According to a new study, difficulties that occur during labor and soon after birth increase the risk of a child developing autism.
The report, Perinatal and Neonatal Risk Factors for Autism: A Comprehensive Meta-Analysis, published in the journal Pediatrics in July, reviewed 64 other studies on autism. The author’s review of the studies of autism failed to identify any single candidate, but indicated that an assortment of perinatal and neonatal conditions might increase the risk.
Collectively, the studies examined more than 60 perinatal and neonatal factors.
The overall analysis showed that 16 of the factors had significant associations with autism:
- Neonatal anemia, meconium aspiration, fetal distress, birth injury or trauma
- ABO or Rh incompatibility, low birth weight, small for gestational age, or maternal hemorrhage
- Abnormal presentation, or umbilical-cord complications
- Multiple birth, hyperbilirubinemia, or summer birth,
- Congenital malformation, low five-minute Apgar score, or feeding difficulties
A few of the factors showed a significant increase in the risk of developing autism.
During a difficult birth, a baby can become stressed by inadequate blood and oxygen supply. The stress causes the baby pass waste products (meconium) while still in the uterus, and it can then inhale them. This is meconium aspiration and was it connected to a seven times higher risk for the development of autism.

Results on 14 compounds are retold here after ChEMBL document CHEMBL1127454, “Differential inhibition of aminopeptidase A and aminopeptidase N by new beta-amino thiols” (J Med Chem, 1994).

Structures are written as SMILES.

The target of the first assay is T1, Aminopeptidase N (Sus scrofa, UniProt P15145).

Babies subjected to a birth injury or trauma, another factor associated with difficult births, showed a five times greater risk for autism.
Mothers and babies with incompatible blood types had a nearly four times greater risk. Very low birth weight babies had three times the risk. A maternal hemorrhage more than doubled the chance of autism.
The report was able to rule out some factors as being a cause of autism:
- Assisted vaginal delivery
- Post-term birth
- High birth weight
- Head circumference
Ohio birth injury lawyers say all too often, birth injuries that lead to autism is the unfortunate result of doctor or hospital negligence.